Album Review: The Cribs – Night Network

Cribs Night Network artwork

The Cribs are back with a bang on their eighth studio album.

Although hailing from the fiercely independent nearby city of Wakefield, The Cribs know that whilst the distance between Leeds’ now defunct Cockpit venue and its arena might only be a couple of miles in real life, in practical terms for most bands it might as well be measured in light years.

The Jarmans, however, can look back on making that journey, from the time of their first gigs spent in the dingy subterranean environs beneath a railway arch, to headlining somewhere many times the size in 2017 (and still turning up in a van).

If that naturally marked something of a career apex and full stop, what happened afterwards was the opposite as legal wrangles following a split with their management company effectively left The Cribs under an embargo which nearly caused them to stop working altogether.

Enter the world’s nicest frontman Dave Grohl, who agreed to let the trio use his studio to make fresh music, and following a Christmas family get together during which the brothers wrote songs to record we now have Night Network, a rocket ship with its nose pointing straight out of the trauma, one that emphatically yells: ‘We’re back’.

First off, as if it could be anything else, this is an archetypal Cribs record, full of their familiar punk-pop and assorted rifferola. Opener Goodbye – a conscious waving off of all the last three years’ detritus – sounds as carefree as that reflex suggests, its innocent chords and Beach Boys harmonies delivered with the relish you’d expect of a group regaining lost time, ground and energy.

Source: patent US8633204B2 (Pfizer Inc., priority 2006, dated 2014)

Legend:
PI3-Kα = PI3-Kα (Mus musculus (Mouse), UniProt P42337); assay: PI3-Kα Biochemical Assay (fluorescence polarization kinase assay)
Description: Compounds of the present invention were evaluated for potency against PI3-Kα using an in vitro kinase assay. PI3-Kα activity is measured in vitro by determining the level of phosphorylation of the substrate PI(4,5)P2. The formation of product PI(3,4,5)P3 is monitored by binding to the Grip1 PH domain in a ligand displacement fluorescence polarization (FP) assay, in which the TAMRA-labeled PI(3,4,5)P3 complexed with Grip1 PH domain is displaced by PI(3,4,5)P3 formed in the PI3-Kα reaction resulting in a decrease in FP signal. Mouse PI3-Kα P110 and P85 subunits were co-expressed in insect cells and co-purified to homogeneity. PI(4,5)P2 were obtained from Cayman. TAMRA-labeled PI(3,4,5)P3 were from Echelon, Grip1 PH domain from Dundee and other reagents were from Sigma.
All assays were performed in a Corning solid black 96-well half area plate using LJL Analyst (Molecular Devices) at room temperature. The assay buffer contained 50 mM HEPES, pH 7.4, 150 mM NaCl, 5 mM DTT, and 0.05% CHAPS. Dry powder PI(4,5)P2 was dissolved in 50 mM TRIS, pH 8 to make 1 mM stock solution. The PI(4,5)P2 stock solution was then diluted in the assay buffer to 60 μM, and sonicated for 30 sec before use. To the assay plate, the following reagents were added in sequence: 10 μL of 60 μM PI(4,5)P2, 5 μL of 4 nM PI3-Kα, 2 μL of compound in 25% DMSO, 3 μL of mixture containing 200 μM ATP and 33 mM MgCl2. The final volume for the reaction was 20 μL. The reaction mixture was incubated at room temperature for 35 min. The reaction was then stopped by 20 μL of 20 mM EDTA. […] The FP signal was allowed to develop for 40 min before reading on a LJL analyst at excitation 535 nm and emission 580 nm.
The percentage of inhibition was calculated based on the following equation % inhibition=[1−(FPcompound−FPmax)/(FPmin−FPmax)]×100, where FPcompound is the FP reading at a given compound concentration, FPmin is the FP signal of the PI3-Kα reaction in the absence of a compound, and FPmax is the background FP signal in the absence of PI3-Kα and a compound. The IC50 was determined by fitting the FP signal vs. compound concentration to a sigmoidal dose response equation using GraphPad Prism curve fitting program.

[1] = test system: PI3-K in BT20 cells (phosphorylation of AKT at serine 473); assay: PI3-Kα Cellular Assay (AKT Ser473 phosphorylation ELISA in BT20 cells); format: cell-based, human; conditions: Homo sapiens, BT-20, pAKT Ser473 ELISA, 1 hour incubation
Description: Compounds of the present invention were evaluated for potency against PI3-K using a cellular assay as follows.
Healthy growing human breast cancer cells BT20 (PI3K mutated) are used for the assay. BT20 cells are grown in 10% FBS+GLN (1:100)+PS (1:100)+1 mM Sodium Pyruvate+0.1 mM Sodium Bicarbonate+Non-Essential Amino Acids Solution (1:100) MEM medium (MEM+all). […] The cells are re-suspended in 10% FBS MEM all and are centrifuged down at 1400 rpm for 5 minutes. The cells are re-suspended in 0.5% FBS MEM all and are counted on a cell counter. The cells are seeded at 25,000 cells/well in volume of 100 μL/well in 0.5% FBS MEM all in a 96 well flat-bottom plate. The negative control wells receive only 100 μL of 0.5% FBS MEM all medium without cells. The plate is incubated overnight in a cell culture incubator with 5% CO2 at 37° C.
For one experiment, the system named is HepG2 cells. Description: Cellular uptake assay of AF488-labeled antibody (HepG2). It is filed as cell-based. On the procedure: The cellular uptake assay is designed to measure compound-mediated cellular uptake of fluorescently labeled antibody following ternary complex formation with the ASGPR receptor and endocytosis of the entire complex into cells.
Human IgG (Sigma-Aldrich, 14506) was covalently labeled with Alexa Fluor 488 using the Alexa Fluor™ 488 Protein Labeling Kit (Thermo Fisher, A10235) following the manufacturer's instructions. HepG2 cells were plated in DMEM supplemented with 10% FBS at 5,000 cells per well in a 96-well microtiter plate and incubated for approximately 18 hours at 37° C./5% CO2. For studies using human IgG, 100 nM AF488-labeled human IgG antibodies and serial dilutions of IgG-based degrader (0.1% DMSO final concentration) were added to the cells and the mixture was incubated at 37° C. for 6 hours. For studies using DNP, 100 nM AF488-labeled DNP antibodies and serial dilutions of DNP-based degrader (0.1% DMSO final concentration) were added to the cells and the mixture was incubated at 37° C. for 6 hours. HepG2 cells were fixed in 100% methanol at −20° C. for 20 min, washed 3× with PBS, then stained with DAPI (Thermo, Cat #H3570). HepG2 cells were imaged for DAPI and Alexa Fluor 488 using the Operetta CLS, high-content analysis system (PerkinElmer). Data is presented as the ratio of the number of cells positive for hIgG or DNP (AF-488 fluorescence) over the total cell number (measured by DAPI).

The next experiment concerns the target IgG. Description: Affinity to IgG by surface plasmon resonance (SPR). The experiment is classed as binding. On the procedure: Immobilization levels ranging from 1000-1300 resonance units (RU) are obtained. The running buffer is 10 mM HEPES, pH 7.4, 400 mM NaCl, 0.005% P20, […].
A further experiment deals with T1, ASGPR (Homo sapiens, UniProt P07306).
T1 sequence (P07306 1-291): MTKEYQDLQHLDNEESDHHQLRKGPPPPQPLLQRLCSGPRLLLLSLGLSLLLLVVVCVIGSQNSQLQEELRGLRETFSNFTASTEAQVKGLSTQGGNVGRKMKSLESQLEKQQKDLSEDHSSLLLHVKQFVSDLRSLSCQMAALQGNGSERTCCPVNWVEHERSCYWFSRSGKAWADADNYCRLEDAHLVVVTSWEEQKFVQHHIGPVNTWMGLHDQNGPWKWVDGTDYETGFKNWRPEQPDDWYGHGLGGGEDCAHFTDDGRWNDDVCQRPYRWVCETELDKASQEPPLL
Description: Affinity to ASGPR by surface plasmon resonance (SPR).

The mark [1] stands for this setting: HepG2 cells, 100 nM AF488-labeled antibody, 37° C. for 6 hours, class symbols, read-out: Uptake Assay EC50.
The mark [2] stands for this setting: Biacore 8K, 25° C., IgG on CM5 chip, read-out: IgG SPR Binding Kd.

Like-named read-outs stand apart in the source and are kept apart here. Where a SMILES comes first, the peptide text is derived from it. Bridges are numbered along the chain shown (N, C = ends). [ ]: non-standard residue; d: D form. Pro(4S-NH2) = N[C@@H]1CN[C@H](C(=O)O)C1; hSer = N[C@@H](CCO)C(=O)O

The same classic, carefree aesthetic applies to Running Into You, written supposedly in half-an-hour and all the better for the immediacy, a set-up-and-play-anywhere approach which has stood the band in glorious, DIY-channelling stead ever since they first began to perform and write.

The same classic carefree aesthetic applies to pretty much everything else too. This is a band who never wanted to be away – and on the likes of Under The Bus Station Clock, I Don’t Know Who I Am and Never Thought I’d Feel Again one that sounds deliriously happy to be back.

Long time Cribs lovers may well be holding a palm up here, inquiring after the darker tones which have periodically surfaced in their work over the years. Whilst there are times when they appear to be a little less animated – as on Deep Infatuation’s longing indie rock or the shoegaze-fixated The Weather Speaks Your Name – the hard chopping closer In The Neon Night sounds much more arena made than change-in-the-sink, a jubilant finale which puts the barren period well behind them.

It’s not far between the toilet circuit and the green room, but it seems much further when you’re going nowhere. The Cribs are back – and brilliantly, there’s not a goddamn thing anyone can do about that.


Andy Peterson

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